Rock County Humane Society tabs Frazier for director post
JANESVILLE Newly hired Rock County Humane Society Executive Director Brett Frazier said he takes a one-dog-at-a-time view of the humane treatment of animals.
Take Charlie the Labrador retriever, for instance.
When Frazier lived in Stoughton several years ago, he learned that Charlie, a young and energetic pup at the time, faced being euthanized by owners who said they just couldn't handle the dog's wild side.
"Charlie really liked to chase balls. He'd run through walls, doors and windows to get them," Frazier said.
Frazier and his wife, Jody, a veterinarian worker in Madison, fostered Charlie to save him from being put down.
It was a chore, Frazier said, but through a shelter organization, Frazier helped find Charlie a permanent home. Today, Charlie is a trained duck-hunting dog. The dog's family, a Madison couple with no children, gave him his own bedroom. He even has a pool to swim in.
"Charlie's got a life anybody would envy. He's living," Frazier said.
Frazier, a 32-year-old Milton native, was named the Janesville-based humane society's
director Wednesday, filling a three-month gap in leadership after the departure of Angela Rhodes.
Frazier, who is Milton's mayor and has worked for two years as the Oregon Area Chamber of Commerce executive director, takes the helm of the humane society at a time when the agency's public image is battered, its relations with businesses and municipalities is strained and its leadership is at loose ends.
Frazier said he took the director's post because he loves animals, but he said he wanted the job because he relishes the challenge of fixing what humane society officials said is broken—chiefly, the organization's relationships within the community.
Frazier's top priority is to mend fences between the humane society and municipalities, local veterinarians and businesses, he said. Relationships with some of those groups became splintered during Rhodes' tenure.
"The more I get into it, the more I see that we have a lot of work to do with building and repairing relations," Frazier said. "As I view it from afar, it has been a little bit adrift. We need to reintroduce ourselves to those we serve as an organization that provides community service but also compassion."
Rhodes ushered in and strengthened a host of unpopular policy changes that included fee increases for services to municipalities and a decision that the humane society would no longer accept owned animals brought in by police or others.
The moves made enemies for her in local police departments and municipalities. Arguments between Rhodes and local officials over where the humane society's responsibilities ended and the cities' began played out in local media.
Perhaps the last straw in Rhodes' tenure was when Mounds, a local pet supply store, earlier this year dissolved its relationship with the humane society, ending agreements to supply food and act as a satellite adoption site.
Humane society board members have said they plan to re-evaluate policies that were instituted under Rhodes.
"Now that we have Brett on board with us, we're going to be starting from scratch, wiping the slate clean," board member Debra Mills said. "We're going to be looking at everything and changing things as they need to be changed."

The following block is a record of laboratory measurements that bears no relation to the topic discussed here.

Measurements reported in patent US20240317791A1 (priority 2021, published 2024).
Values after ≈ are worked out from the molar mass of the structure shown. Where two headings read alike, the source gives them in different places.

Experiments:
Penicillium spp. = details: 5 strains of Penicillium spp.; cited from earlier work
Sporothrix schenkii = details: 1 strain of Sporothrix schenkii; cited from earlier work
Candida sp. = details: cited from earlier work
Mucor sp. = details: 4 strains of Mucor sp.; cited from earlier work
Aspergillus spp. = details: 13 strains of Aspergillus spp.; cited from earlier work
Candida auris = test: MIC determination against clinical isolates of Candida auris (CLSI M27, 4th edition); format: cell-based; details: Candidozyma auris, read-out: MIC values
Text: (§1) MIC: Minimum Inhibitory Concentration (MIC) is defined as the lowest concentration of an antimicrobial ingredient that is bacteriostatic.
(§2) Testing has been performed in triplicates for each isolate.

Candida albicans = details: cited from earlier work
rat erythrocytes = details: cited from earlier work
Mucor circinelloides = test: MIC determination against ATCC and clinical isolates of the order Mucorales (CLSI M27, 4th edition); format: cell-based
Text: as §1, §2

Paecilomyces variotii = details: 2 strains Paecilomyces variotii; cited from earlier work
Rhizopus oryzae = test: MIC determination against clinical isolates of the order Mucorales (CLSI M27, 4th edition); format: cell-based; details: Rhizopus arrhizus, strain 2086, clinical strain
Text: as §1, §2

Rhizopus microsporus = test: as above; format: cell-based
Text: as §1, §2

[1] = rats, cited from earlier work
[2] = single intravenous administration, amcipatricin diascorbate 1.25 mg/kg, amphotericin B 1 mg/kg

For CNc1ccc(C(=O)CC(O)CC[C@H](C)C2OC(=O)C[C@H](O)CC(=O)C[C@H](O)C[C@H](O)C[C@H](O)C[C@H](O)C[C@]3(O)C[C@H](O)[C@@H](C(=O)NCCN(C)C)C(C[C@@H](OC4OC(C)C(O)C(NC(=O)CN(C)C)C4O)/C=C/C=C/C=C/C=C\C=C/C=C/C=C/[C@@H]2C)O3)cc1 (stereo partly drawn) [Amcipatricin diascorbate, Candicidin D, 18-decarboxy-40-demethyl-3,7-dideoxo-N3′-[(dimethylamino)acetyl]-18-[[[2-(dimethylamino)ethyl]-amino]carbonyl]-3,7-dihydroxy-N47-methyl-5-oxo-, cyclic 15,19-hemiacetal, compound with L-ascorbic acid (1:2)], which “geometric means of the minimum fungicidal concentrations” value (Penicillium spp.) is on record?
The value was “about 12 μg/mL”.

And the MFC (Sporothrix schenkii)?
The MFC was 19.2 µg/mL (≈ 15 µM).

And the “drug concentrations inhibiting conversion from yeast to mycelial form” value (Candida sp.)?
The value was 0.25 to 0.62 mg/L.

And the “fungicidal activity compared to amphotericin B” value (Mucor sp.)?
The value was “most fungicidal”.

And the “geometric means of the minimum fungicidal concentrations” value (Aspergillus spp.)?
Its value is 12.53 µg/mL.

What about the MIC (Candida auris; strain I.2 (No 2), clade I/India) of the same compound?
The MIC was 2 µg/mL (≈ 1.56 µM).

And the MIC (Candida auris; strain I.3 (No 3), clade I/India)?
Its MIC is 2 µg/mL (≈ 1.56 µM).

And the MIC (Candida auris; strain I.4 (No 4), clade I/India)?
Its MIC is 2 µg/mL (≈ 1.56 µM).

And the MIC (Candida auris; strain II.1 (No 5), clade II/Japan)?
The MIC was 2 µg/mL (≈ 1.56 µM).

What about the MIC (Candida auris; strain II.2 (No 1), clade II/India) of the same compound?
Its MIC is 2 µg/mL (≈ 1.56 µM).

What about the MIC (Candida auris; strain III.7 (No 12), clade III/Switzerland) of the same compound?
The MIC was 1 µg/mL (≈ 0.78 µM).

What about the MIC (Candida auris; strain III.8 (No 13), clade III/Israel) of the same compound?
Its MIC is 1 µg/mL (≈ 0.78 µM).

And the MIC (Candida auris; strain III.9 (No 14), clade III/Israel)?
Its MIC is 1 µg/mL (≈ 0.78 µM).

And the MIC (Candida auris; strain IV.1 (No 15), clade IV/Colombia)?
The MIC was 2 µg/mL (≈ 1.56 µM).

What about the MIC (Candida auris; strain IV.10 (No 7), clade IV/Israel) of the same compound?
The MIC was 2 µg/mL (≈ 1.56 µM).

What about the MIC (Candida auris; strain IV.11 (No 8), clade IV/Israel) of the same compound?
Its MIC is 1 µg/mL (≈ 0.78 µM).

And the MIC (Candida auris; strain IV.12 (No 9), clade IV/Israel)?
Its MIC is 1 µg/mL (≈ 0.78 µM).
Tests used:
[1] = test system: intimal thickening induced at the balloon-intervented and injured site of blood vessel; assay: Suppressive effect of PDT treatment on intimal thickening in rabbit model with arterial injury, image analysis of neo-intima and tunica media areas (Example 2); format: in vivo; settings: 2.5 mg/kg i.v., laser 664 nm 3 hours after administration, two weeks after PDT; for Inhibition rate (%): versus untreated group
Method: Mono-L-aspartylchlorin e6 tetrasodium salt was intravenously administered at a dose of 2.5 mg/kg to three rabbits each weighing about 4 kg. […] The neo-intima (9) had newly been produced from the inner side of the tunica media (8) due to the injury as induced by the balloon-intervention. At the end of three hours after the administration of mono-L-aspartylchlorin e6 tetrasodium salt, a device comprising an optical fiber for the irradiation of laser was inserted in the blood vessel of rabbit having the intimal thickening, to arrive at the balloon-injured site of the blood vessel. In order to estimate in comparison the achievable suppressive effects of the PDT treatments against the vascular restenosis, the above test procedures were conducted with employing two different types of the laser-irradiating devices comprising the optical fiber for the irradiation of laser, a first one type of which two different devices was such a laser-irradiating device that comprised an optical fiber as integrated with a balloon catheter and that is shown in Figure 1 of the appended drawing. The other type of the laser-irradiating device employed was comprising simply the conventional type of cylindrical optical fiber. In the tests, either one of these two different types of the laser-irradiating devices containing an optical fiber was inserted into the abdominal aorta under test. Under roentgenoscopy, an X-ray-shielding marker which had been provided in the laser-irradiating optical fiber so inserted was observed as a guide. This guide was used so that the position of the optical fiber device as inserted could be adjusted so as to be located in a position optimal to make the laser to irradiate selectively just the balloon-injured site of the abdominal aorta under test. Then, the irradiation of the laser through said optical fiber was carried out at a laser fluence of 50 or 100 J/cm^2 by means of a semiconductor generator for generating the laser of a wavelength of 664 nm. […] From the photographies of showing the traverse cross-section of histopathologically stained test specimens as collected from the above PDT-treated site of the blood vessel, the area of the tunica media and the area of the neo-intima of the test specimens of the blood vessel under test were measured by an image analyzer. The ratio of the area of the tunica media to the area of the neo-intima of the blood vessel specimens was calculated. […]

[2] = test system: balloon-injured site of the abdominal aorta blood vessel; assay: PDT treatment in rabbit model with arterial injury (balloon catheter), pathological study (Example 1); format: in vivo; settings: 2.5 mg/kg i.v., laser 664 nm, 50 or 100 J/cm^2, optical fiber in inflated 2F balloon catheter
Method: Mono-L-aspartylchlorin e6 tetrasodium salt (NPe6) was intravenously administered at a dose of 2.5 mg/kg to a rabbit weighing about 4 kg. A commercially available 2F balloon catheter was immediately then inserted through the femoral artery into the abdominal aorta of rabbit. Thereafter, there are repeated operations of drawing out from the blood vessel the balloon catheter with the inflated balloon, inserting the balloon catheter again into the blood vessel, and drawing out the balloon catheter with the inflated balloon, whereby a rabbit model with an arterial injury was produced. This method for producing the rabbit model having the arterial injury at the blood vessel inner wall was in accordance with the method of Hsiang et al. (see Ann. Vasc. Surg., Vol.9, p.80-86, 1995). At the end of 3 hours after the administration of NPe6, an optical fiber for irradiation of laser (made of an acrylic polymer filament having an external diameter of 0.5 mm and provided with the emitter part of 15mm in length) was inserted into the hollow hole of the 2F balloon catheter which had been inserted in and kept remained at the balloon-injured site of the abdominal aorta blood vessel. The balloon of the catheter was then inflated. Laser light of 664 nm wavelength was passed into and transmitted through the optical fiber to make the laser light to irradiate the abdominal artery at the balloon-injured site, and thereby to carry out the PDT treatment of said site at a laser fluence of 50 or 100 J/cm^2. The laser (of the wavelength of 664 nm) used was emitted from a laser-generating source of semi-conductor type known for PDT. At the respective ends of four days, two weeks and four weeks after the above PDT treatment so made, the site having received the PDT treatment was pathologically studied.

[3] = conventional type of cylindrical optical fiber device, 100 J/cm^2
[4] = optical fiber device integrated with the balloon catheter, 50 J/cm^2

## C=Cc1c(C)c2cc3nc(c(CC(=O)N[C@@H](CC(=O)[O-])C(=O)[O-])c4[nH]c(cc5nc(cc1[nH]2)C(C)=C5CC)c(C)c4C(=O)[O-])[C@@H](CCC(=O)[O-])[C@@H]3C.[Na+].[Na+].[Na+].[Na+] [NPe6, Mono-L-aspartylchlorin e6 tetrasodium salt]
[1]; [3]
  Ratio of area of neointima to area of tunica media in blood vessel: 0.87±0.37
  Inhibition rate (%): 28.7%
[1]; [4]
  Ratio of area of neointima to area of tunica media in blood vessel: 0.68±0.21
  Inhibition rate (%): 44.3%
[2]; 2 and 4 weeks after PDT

First, Mills said, the board seeks to learn how some policies came into play in the first place.
"I think the first thing to determine is what some of these policies are that have been carried along," Mills said. "For a number of years, they've not necessarily been cleared with the board. It doesn't seem to be well-defined."
She said the board plans to be more hands-on with policy matters than in the past, when it acted more as a monitor for the agency's overall mission and financial health.
"We'll have a little more control now. I don't think any policy will be implemented any more without our approval," Mills said.
Mills said the humane society is looking into improvements to its existing facility, and there is a long-term plan to raise money for a new facility. It is also planning to work more closely with the Dane County Humane Society and Friends of Noah, a local volunteer pet adoption and fostering group.
For now, Mills said, the agency wants to focus on its service to the public. She said the agency needs to examine issues of legal authority before it can consider changing its policy not to seize or accept owned, abused animals. However, the board wants to work on ways to accept more dogs and to find more permanent homes for older dogs.
First, she said, the agency must change a culture of "no" that has permeated its operations in recent years.
"With the employees, they've always tried to find a reason to say, 'No, we can't take that animal.' We're trying to re-educate them to find a way to say, 'Yes,'" Mills said.
Frazier said he wants to work closely with humane society staff and the board on policies, budget issues and any ideas that could improve the shelter.
But he most looks forward to using his experience in local government and nonprofit management to clean up the agency's image.
"This is the perfect position for me. It's a project I can come into, I can throw myself into and really look at changing the way that culture is and how it is perceived in the community," Frazier said.